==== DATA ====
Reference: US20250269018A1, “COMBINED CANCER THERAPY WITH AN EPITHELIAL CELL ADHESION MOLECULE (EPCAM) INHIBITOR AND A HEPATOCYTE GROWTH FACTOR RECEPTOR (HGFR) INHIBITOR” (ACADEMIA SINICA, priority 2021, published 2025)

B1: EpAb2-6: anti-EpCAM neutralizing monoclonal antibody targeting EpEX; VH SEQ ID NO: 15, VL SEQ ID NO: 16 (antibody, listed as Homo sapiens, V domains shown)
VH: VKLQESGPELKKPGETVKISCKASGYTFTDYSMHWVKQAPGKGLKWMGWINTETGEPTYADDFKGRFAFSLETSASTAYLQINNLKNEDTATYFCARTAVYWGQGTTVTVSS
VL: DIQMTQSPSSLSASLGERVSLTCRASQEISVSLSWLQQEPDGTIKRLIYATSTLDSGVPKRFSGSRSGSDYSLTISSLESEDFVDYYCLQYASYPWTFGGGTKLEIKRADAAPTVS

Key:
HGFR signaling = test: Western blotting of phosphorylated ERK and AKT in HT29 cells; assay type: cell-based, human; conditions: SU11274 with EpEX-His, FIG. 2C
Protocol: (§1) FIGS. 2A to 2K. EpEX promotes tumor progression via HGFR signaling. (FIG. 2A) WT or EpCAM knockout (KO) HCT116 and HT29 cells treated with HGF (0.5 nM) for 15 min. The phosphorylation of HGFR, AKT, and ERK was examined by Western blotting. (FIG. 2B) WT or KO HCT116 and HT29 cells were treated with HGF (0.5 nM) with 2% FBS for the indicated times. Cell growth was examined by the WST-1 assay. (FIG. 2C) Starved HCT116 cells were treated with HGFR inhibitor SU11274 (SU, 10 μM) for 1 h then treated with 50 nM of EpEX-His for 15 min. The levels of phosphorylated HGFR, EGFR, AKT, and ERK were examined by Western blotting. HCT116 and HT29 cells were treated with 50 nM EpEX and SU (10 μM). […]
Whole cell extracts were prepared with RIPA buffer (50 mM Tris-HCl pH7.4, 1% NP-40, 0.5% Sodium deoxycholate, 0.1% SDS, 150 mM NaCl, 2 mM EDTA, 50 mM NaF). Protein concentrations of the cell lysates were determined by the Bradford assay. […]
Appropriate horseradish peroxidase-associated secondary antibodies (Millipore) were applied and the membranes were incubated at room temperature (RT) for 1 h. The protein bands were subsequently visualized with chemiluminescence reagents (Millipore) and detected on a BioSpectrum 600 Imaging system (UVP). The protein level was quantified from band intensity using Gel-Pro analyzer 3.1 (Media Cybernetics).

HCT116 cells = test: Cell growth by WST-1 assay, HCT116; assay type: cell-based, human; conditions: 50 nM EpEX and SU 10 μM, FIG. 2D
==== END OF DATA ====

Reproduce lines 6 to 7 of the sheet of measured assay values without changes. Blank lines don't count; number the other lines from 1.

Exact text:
HGFR signaling = test: Western blotting of phosphorylated ERK and AKT in HT29 cells; assay type: cell-based, human; conditions: SU11274 with EpEX-His, FIG. 2C
Protocol: (§1) FIGS. 2A to 2K. EpEX promotes tumor progression via HGFR signaling. (FIG. 2A) WT or EpCAM knockout (KO) HCT116 and HT29 cells treated with HGF (0.5 nM) for 15 min. The phosphorylation of HGFR, AKT, and ERK was examined by Western blotting. (FIG. 2B) WT or KO HCT116 and HT29 cells were treated with HGF (0.5 nM) with 2% FBS for the indicated times. Cell growth was examined by the WST-1 assay. (FIG. 2C) Starved HCT116 cells were treated with HGFR inhibitor SU11274 (SU, 10 μM) for 1 h then treated with 50 nM of EpEX-His for 15 min. The levels of phosphorylated HGFR, EGFR, AKT, and ERK were examined by Western blotting. HCT116 and HT29 cells were treated with 50 nM EpEX and SU (10 μM). […]